What is Design of the Year for?

Previous winners had seemingly established the Design Museum’s Design of the Year prize as a scheme to honour projects for social good. But this year’s winner is a major departure from that theme

The Design Museum Design of the Year for 2014 is Zaha Hadid’s Heydar Aliyev Center in Baku. Photo: Iwan Baan


Previous winners had seemingly established the Design Museum’s Design of the Year prize as a scheme to honour projects for social good. But this year’s winner is a major departure from that theme

Now in its seventh year, the rationale behind The Design Museum’s Design of the Year prize has often been something of a puzzle to the industry. Speaking as someone who has both nominated work and had work nominated by others, I share some of that confusion. Briefing for the nominees was always somewhat, er, brief with an admirable degree of trust bestowed on nominators to come up with appropriate suggestions. There were no specific criteria but perhaps nominators were swayed by the museum setting: in the graphics category there has certainly been a lack of overtly ‘commercial’ projects, for example.

While there was the occasional mystifying choice, this eclectic approach did succeed in setting the Design of the Year show apart from other awards. Whether by accident or (sorry) design, it has carved out a position for itself with successive winners rooted in social causes or design for the public good: Yves Béhar’s One Laptop Per Child, the Plumen 001 low energy lightbulb by Samuel Wilkinson and Hulger and the Gov.uk site all being former winners of the top prize.

The emphasis was on the aspirational: design as we may like it to be rather than as it is for the majority of practitioners.

In that respect, the scheme could be said to have been setting the agenda for others to follow: witness the number of ‘good cause’ projects winning at D&AD, Cannes and even our own CR Annual this year.


Photo: Iwan Baan


This year’s winner, the Heydar Aliyev Center in Baku (above) by Zaha Hadid, is a departure from that positioning. This spectacular ‘cultural centre’ is named after the Azeri former leader, an ex-Soviet era secret police chief who, according to the New York Times, “for 30 years ruled his native Azerbaijan with an iron fist”. As has been widely reported in the architectural press, there have been concerns over various aspects of the project including the way in which the land for it was cleared, conditions on site and, of course, its ultimate purpose in glorifying the name of a man who, according to The Guardian “presided over a country with a shabby human rights record and endemic levels of institutionalised corruption” where, Human Rights Watch warns, “torture and ill-treatment persists with impunity”.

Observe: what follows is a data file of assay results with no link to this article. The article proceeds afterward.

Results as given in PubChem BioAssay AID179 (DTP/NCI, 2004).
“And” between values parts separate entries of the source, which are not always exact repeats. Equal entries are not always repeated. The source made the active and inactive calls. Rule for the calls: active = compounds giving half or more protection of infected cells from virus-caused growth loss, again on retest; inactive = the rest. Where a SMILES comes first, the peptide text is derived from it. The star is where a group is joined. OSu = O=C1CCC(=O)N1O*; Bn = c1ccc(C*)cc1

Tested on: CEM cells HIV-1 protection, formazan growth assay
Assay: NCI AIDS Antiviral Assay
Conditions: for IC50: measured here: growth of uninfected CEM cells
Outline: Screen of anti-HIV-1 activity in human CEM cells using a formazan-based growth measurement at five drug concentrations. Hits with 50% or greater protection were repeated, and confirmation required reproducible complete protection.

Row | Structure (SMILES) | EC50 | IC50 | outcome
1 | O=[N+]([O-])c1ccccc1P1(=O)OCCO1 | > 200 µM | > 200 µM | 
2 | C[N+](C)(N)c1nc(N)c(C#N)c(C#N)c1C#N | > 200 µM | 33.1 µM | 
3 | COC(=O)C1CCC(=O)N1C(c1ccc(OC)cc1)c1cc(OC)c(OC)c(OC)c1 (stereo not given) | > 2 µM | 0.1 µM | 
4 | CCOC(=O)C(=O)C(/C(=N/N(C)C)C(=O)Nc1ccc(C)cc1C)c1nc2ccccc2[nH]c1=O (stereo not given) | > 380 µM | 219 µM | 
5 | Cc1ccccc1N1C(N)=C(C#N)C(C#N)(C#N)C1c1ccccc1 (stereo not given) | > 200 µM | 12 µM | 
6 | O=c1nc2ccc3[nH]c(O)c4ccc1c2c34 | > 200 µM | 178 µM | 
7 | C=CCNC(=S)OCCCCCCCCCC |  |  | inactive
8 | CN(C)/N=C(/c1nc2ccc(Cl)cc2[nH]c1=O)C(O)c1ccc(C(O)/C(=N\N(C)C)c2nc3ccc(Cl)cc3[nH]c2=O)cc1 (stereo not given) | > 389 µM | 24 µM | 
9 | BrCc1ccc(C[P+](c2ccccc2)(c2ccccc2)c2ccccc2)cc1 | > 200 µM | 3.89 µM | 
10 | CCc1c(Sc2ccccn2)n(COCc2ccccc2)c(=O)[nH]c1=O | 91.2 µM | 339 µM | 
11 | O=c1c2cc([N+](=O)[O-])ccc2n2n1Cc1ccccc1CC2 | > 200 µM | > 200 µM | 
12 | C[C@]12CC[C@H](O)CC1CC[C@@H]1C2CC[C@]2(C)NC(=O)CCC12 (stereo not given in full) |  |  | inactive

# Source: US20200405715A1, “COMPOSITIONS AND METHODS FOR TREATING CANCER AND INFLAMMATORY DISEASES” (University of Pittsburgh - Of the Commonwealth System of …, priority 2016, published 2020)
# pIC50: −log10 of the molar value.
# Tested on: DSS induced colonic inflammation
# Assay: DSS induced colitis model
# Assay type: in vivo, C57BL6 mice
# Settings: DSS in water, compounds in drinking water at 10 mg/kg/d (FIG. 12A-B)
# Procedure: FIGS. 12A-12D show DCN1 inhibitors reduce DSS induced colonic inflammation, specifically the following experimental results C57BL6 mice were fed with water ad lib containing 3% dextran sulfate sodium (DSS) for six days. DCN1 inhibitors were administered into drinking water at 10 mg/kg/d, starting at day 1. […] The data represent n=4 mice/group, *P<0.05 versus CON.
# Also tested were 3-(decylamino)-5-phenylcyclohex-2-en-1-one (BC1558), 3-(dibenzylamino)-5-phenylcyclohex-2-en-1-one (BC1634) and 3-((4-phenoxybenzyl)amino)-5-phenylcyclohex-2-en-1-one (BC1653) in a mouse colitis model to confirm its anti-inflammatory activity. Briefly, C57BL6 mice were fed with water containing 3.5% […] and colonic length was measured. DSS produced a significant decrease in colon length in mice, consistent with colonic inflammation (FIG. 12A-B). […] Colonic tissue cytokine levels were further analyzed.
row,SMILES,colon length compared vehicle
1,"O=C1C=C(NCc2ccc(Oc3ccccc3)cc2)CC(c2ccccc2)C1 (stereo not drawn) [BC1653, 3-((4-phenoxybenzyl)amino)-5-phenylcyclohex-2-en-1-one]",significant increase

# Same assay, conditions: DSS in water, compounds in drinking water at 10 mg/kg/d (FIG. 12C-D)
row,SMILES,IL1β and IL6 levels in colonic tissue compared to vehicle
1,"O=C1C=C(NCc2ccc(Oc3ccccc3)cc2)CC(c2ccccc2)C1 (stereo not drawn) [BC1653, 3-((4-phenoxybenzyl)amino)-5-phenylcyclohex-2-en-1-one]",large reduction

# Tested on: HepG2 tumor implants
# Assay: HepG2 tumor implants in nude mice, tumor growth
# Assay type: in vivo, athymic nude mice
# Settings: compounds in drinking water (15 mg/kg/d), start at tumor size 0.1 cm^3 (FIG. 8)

It is a spectacular building though. Jury member Piers Gough described it as “An intoxicatingly beautiful building by the most brilliant architect at the height of her office’s powers. The thousand and one geometrical junctions are consummately mastered and segue seamlessly into each other. Sitting atop a swooping zigzag landscape that would be a winner even without the building, it is as pure and sexy as Marilyn’s blown skirt.”


Photo: Iwan Baan

Hadid’s design won out over six other category winners which were:
In Digital, PEEK (Portable Eye Examination Kit), designed by Dr Andrew Bastawrous, Stewart Jordan, Dr Mario Giardini, Dr Iain Livingstone


Fashion: the Prada S/S14 collection designed by Miuccia Prada


Furniture: the Pro Chair Family by Konstantin Grcic


Graphics: James Bridle / booktwo.org’ Drone Shadows project

Product: The Seaboard Grand by Roland Lamb and Hong-Yeul Eom


Transport: the XL1 CAR by Volkswagen

More detail on all thse projects here


For the first time this year Designs of the Year included a Social Vote in which 18,000 people took part. The winner of that process was Dave Hakkens’ Phonebloks project to develop the idea of a modular mobile phone with individual components that can be upgraded or replaced as needed.


Although Phonebloks is still in the concept stage, as an aspiration for the design industry it would have fitted more comfortably with the positioning of the prize which seemed to have been emerging via previous winners.

This year’s jury, however, seems to have been minded to award the prize on the basis of the Heydar Aliyev Center’s technical and formal brilliance. According to jury member Kim Colin of Industrial Facility ” The jury felt that for Zaha’s office, this is a pinnacle moment in their portfolio, a sign of international maturity. The jury argued heatedly for and against, and then we finally agreed unanimously that the project deserves our utmost respect. This architecture should make us talk for years to come.”

For some, this will be a welcome shift away from the ‘worthy’ winners of previous years but it adds further confusion as to the purpose of a scheme that was at last beginning to coalesce around a consistent standpoint that felt appropriate for the institution organising it.


Designs of the Year 2014 is at the Design Museum, London SE1 until August 25


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